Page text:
Inflammation does not mediate an adverse childhood experience– self-harm risk association

Dr Jessica Edwards


Jessica received her MA in Biological Sciences and her DPhil in Neurobehavioural Genetics from the University of Oxford (Magdalen College). After completing her post-doctoral research, she moved into scientific editing and publishing, first working for Spandidos Publications (London, UK) and then moving to Nature Publishing Group. Jessica is now a freelance editor and science writer, and started writing for “The Bridge” in December 2017.

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Inflammation has been proposed to be a candidate mechanism contributing to the association between exposure to adverse childhood experiences (ACEs) and the risk of self-harm.1-2 In the first study of its kind, researchers in the UK have now directly studied whether inflammatory processes do indeed mediate this association. Abigail Russell and colleagues used data from >4,000 adolescents recruited to the UK population-based birth cohort study, Avon Longitudinal Study of Parents and Children (ALSPAC).3

They modelled the number of ACEs experienced between ages 0 and 9 years, the levels of interleukin-6 (IL-6) and c-reactive protein (CRP) (key markers of inflammation) at age 9.5 years and the number of self-harm reports at age 16 years. They confirmed that ACEs between 0-9 years were associated with an increased risk of adolescent self-harm. Furthermore, each additional ACE conferred an additional 11% risk of self-harm at 16 years-of-age. They found no evidence, however, to support that their measures of inflammation mediated this ACE–self-harm association in their sample.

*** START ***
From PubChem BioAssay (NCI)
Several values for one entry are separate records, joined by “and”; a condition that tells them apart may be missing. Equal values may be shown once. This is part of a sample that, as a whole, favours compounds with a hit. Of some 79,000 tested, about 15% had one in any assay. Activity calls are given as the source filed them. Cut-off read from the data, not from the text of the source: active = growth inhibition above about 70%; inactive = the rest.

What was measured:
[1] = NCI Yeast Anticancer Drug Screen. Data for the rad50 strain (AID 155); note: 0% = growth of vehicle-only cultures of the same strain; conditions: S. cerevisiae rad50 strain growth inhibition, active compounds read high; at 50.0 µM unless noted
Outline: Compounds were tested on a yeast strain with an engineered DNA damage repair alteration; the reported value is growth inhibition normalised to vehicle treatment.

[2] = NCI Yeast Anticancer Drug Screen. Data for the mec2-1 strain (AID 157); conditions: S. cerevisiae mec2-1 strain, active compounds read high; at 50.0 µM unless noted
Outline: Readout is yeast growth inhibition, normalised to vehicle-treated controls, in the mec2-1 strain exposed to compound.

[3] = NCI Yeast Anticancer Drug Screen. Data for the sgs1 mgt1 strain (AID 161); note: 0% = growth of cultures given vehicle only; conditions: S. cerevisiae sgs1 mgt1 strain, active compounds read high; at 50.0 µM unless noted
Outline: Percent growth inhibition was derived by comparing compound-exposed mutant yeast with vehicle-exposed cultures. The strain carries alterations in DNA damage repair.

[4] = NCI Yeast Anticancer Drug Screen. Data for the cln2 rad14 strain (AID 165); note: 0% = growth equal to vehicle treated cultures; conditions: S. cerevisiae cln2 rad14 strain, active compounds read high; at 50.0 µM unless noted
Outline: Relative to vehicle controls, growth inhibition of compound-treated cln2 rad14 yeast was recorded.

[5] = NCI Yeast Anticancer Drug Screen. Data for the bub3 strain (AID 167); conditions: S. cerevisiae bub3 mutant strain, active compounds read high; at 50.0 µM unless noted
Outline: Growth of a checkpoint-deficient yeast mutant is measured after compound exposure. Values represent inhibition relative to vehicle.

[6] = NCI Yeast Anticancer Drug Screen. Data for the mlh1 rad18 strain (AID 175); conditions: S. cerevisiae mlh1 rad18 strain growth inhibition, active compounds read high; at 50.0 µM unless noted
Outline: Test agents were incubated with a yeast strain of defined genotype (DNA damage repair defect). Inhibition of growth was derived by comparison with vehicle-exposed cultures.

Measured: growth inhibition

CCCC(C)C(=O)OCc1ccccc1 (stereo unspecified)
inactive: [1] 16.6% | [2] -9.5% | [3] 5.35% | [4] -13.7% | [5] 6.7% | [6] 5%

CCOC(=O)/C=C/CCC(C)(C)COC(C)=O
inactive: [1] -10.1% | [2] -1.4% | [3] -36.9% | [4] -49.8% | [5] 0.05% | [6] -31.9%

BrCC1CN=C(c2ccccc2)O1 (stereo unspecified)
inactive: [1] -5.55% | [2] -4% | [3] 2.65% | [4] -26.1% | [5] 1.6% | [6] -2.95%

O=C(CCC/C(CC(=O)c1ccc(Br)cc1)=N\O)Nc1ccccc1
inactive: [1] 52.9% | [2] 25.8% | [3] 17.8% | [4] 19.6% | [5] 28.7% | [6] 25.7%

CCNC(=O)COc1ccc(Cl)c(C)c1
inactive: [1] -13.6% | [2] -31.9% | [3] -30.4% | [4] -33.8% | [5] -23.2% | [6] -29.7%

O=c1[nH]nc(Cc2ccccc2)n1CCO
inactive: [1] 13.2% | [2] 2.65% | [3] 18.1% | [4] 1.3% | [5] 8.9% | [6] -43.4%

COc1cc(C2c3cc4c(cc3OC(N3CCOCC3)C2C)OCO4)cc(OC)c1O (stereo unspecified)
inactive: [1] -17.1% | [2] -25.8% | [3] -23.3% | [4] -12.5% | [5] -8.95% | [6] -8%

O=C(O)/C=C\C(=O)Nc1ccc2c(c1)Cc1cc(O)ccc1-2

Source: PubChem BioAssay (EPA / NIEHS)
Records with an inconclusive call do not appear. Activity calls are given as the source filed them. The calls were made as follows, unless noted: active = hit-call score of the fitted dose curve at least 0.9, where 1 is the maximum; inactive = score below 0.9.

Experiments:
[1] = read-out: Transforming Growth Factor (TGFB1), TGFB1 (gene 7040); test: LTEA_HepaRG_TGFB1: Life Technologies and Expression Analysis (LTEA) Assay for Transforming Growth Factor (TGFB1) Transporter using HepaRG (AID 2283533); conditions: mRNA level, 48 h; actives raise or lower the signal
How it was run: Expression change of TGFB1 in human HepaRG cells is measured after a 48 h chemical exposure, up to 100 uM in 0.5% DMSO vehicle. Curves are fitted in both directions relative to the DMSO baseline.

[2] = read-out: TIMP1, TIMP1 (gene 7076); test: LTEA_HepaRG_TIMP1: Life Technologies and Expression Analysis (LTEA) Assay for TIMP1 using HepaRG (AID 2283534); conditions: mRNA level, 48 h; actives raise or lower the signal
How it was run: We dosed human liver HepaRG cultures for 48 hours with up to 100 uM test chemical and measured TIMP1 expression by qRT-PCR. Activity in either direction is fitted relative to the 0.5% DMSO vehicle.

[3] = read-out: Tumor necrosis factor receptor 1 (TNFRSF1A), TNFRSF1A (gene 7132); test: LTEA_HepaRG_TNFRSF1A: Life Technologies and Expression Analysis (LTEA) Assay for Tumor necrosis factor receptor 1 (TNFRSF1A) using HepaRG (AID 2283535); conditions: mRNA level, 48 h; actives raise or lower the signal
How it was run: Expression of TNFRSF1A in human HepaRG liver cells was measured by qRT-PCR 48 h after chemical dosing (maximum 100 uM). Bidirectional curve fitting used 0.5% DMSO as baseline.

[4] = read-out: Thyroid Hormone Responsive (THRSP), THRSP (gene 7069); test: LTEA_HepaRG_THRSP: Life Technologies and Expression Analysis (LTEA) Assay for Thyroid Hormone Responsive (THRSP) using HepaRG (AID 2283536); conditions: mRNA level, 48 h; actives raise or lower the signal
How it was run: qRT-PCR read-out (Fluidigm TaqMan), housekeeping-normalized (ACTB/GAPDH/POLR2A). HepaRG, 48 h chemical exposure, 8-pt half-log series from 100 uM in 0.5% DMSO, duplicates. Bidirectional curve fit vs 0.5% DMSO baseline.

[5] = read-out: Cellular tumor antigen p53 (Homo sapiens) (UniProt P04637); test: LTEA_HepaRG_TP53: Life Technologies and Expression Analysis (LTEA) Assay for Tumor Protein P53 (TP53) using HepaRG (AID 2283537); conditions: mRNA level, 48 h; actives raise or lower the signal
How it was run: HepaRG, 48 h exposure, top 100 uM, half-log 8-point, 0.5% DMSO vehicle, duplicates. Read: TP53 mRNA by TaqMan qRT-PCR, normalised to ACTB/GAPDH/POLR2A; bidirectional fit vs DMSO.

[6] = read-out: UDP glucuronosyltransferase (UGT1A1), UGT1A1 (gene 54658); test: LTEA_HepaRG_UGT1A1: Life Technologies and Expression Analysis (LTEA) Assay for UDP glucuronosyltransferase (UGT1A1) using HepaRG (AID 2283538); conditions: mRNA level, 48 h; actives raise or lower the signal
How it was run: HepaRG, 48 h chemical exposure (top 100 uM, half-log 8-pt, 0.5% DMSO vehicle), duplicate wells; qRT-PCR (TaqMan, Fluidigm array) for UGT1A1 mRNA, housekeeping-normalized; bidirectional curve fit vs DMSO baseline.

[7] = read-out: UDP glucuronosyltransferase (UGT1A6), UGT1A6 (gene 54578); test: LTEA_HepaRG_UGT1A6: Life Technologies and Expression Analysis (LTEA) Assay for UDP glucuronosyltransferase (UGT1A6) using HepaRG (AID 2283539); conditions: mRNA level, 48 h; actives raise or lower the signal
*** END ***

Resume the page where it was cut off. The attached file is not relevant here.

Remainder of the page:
The researchers propose many reasons for their result. For example, they suggest that inflammation might impact on self-harm via an altered inflammatory response to immune system challenges. Alternatively, previous studies might have detected inflammatory consequences of self-harm, rather than have detected inflammation as an antecedent to self-harm. Based on their data thus far, however, the researchers do not consider that inflammatory markers are a useful biomarker of self-harm risk in those exposed to ACEs.

Russell, A. et al. (2019), Pathways between early life adversity and adolescent self-harm: the mediating role of inflammation in the Avon Longitudinal Study of Parents and Children (ALSPAC). J. Child Psychol. Psychiatr. doi:10.1111/jcpp.13100

References

1Baumeister, D., Akhtar, R., Ciufolini, S., Pariante, C. M. and Mondelli, V. (2016). Childhood trauma and adulthood inflammation: a meta-analysis of peripheral C-reactive protein, interleukin-6 and tumour necrosis factor-α. Mol. Psychiatry, 21: 642-649. doi: 10.1038/mp.2015.67.

 2Coelho, R., Viola, T., Walss-Bass, C., Brietzke, E. and Grassi-Oliveira, R. (2014). Childhood maltreatment and inflammatory markers: a systematic review. Acta Psychiatr. Scand., 129: 180-192. doi: 10.1111/acps.12217. 

 3Boyd, A., Golding, J., Macleod, J., Lawlor, D. A., Fraser, A., Henderson, J., et al. (2013). Cohort profile: the ‘children of the 90s’—the index offspring of the Avon Longitudinal Study of Parents and Children. Int. J. Epidemiol., 42: 111-127. doi: 10.1093/ije/dys064.

This paper forms part of the JCPP Special issue 2019 – Suicide and self-harm: Pathways for Minimizing Suicide & Premature Deaths and Maximizing Hope and Wellbeing.

Watch Dr. Abigail Russell discuss this paper in this short video.

A pdf version of this article is available to download.

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